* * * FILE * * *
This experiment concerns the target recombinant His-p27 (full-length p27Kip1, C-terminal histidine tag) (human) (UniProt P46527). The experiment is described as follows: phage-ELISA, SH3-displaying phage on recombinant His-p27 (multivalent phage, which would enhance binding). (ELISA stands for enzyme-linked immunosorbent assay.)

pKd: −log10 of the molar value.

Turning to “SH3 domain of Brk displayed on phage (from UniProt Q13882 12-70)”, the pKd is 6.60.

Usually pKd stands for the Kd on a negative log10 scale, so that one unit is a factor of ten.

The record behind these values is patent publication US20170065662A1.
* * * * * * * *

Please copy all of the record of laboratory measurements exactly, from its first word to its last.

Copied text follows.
This experiment concerns the target recombinant His-p27 (full-length p27Kip1, C-terminal histidine tag) (human) (UniProt P46527). The experiment is described as follows: phage-ELISA, SH3-displaying phage on recombinant His-p27 (multivalent phage, which would enhance binding). (ELISA stands for enzyme-linked immunosorbent assay.)

pKd: −log10 of the molar value.

Turning to “SH3 domain of Brk displayed on phage (from UniProt Q13882 12-70)”, the pKd is 6.60.

Usually pKd stands for the Kd on a negative log10 scale, so that one unit is a factor of ten.

The record behind these values is patent publication US20170065662A1.